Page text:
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Can the opposition form a winning coalition?

By Vision Reporter

Added 9th March 2004 03:00 AM

Opposition political groups have to reposition themselves this year. Political actions aimed at influencing the much-awaited transition of power in 2006 will either be accomplished or initiated this year. If opposition political groups will ever have a coalition, they should form it this year.

Opposition political groups have to reposition themselves this year. Political actions aimed at influencing the much-awaited transition of power in 2006 will either be accomplished or initiated this year. If opposition political groups will ever have a coalition, they should form it this year.

By Asuman Bisiika

Opposition political groups have to reposition themselves this year. Political actions aimed at influencing the much-awaited transition of power in 2006 will either be accomplished or initiated this year. If opposition political groups will ever have a coalition, they should form it this year.

An arrangement this year would give the coalition partners some time to rally the population around policy issues as opposed to the exclusive objective of getting to power.

A hastily formed coalition towards the 2006 elections would not enable the coalition to mobilise around policy issues thereby playing into the hands of the movement who would argue that they lacks policies on which to run the country.

The Ugandan opposition can draw some lessons from their Kenyan counterparts. Rallying on the wave of popular discontent with the ruling Kenya Africa National Union (KANU), opposition groups in Kenya formed a coalition that was later to defeat KANU in the historic elections of December 2002.

However, unlike Kenya whose the government was very unpopular at home and abroad, the movement government still enjoy a residual popularity capable of winning a simple majority of votes and the sympathy of the international community. So, even when the opposition has formed a coalition, they would still face the uphill task of challenging a still-popular ruling party with all the advantages of incumbency.

Political coalitions in Uganda have generally been failures. From the infamous UPC-KY coalition of the early sixties, through to the UNLF and the 1996 IPFC, the history of political coalitions in Uganda is ominous for new ones. It should be noted that all the failed coalitions were cobbled together with the exclusive objective to win power not a shared policy vision.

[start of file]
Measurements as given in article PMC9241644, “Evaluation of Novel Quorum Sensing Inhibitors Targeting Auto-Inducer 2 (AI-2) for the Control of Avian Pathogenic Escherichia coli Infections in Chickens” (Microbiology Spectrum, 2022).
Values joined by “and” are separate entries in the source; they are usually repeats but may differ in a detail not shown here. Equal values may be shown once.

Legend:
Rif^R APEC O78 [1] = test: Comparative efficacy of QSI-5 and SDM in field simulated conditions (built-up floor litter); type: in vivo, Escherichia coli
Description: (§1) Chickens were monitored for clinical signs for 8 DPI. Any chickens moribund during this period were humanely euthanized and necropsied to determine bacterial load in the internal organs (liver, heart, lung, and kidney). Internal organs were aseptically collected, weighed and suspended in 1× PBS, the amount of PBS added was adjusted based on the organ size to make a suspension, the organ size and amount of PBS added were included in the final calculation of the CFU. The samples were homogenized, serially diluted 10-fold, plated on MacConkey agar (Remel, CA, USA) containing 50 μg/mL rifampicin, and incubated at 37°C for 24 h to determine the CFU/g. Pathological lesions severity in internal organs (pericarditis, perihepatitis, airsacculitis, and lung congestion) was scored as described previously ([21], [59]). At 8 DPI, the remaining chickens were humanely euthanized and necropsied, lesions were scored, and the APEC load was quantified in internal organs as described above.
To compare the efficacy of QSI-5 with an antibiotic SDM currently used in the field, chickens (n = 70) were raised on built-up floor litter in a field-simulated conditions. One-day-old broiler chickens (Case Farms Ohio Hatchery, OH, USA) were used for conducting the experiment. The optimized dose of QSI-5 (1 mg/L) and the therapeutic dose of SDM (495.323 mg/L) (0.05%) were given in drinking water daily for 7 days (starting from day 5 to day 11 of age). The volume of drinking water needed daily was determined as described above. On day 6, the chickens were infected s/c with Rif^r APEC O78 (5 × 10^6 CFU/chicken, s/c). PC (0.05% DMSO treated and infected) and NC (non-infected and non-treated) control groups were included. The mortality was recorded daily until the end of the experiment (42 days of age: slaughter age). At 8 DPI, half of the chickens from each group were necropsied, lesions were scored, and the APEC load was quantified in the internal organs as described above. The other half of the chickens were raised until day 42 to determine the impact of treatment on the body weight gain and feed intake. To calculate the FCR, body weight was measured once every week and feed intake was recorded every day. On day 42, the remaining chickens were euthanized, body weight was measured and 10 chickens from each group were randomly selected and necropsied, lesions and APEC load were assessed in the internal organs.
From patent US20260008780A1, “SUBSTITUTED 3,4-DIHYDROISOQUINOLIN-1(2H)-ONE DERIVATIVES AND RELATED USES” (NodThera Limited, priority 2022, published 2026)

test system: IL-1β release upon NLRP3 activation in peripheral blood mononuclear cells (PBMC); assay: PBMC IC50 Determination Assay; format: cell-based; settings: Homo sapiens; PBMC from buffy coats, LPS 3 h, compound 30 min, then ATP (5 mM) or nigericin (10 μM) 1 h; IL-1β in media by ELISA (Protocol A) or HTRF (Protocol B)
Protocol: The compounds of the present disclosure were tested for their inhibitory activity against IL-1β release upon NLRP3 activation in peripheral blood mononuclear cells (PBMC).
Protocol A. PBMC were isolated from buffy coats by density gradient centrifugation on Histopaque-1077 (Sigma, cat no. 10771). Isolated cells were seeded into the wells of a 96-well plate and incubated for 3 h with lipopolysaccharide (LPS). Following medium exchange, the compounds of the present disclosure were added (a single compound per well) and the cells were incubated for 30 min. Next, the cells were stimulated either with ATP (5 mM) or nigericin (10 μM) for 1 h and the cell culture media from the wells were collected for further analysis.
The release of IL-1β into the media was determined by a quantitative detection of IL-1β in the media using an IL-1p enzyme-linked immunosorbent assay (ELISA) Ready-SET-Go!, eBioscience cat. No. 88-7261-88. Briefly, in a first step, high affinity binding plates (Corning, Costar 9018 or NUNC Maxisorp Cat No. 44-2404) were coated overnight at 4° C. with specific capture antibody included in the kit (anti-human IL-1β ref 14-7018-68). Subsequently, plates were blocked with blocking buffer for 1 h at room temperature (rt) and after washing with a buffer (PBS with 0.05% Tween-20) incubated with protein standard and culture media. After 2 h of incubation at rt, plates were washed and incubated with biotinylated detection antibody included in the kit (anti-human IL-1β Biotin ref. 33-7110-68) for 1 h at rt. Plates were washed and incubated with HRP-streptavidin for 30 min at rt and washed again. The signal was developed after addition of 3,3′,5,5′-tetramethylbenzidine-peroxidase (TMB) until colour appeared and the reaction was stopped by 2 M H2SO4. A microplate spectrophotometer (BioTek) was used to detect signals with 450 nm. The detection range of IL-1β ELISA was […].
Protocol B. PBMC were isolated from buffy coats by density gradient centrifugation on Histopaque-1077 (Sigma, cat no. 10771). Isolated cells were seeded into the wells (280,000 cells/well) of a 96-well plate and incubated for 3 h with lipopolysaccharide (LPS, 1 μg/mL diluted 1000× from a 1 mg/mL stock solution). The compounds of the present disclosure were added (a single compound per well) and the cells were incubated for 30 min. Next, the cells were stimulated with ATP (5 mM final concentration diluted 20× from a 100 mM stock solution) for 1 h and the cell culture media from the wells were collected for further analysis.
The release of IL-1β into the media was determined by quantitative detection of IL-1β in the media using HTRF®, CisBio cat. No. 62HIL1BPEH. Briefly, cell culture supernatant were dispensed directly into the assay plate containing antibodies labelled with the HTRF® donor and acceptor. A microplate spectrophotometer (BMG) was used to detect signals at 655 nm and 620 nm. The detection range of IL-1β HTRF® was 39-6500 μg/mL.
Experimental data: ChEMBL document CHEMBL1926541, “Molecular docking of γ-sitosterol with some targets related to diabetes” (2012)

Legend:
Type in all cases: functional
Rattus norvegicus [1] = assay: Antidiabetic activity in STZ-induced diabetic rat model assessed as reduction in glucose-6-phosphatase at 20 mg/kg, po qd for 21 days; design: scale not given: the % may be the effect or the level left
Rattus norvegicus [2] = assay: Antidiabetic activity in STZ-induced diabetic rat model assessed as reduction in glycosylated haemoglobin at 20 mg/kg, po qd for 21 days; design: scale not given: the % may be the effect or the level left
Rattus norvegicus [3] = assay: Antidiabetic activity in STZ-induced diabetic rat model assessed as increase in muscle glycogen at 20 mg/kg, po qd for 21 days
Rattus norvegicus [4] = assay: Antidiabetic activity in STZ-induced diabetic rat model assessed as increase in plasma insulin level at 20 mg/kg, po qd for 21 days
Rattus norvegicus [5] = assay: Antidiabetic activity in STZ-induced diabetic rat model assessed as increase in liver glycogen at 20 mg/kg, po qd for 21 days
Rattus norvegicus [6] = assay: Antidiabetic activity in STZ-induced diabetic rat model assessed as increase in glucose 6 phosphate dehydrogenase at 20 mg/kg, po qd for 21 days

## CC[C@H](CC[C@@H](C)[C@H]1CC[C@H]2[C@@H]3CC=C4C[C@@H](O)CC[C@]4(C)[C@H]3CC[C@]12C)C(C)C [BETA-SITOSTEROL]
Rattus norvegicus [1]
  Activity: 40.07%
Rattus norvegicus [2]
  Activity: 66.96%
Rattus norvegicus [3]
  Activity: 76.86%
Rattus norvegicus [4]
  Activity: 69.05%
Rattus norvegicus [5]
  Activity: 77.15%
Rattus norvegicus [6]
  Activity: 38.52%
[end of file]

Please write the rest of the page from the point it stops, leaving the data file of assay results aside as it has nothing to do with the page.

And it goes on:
Although earlier coalitions have failed, opposition groups are now calling for a coalition more than ever before. An attempt to strengthen the co-operation between seven political groups (known as G7) has indeed been floated. However, it seems the only thing the G7 have in common is government’s invitation to develop a national consensus for the 2006 transition.

Peter Walubiri of the Uganda Peoples Congress (UPC) says that different people are viewing the proposed coalition differently.

“Some people want a coalition to fight for the freedom of the parties while others perceive the coalition in terms of electioneering and accessing national leadership positions. It is true we differ on the outlook and purpose of the coalition,” says Walubiri.

DP prefers to have a co-operation as opposed to a coalition with structures. Joseph Balikudembe, DP lawyer says that they are actually not opposed to the principle of a coalition. “DP would like to first reorganise itself, revive its structures and enter a coalition as a quantifiable entity,” says Balikudembe.

Balikudembe says there is also a need to weigh the strengths of the partners of the coalition. “This would enable the partners to appreciate each other’s interests.

Anyway, the point is: whereas we appreciate the principle of a coalition, we still think it would be ill-advised on the part of DP to enter a coalition now,” he says.

Walubiri says that the coalition’s main objective now would be to dismantle the movement. “So, the issue of strengths does not arise now. We can only talk of our strengths when we have free access to the voters. The prospect of taking leadership positions should not blind us from the fight to free our political parties from the bondage of the movement system,” says Walubiri.

Hussein Kyanjo of Justice Forum says that a coalition is very necessary and whether DP is reluctant to join it or not is immaterial. “DP formed the pre-independence government, but a coalition of the opposition defeated it in the next elections. UPC’s first government banned political parties, but the army toppled it. DP won the 1980 elections, but it could not form a government. UPC formed a government after the 1980 elections, but the army toppled it. Today, the movement that claims to have won the 2001 elections is holding talks with opposition political groups. It means political groups have to co-operate,” said Kyanjo.

Can the opposition form a winning coalition?

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